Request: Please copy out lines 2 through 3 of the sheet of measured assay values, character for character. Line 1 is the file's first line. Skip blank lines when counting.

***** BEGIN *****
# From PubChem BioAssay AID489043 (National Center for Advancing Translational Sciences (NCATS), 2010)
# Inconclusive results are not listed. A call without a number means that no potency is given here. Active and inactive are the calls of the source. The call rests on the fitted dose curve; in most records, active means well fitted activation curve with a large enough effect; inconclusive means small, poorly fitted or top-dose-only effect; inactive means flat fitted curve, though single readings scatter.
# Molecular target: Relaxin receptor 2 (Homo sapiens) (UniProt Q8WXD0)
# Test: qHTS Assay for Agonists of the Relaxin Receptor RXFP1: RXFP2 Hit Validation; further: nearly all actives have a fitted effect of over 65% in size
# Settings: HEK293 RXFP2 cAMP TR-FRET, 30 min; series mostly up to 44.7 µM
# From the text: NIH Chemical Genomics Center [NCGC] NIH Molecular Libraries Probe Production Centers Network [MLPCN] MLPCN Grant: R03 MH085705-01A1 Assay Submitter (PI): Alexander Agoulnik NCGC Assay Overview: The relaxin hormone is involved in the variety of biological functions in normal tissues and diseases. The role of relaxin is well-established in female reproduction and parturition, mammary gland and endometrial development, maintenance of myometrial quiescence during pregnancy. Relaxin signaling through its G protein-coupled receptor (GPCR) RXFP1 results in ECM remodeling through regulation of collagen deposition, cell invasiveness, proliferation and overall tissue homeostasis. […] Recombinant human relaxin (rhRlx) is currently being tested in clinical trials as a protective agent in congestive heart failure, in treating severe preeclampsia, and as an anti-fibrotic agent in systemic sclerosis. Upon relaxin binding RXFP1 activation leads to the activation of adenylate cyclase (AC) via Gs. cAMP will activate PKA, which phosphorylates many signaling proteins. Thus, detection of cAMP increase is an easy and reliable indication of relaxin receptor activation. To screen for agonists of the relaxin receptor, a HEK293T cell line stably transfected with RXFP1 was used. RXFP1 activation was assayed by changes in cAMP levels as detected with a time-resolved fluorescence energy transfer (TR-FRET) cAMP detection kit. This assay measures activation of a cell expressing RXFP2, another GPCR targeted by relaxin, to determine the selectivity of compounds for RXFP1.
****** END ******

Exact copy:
# Inconclusive results are not listed. A call without a number means that no potency is given here. Active and inactive are the calls of the source. The call rests on the fitted dose curve; in most records, active means well fitted activation curve with a large enough effect; inconclusive means small, poorly fitted or top-dose-only effect; inactive means flat fitted curve, though single readings scatter.
# Molecular target: Relaxin receptor 2 (Homo sapiens) (UniProt Q8WXD0)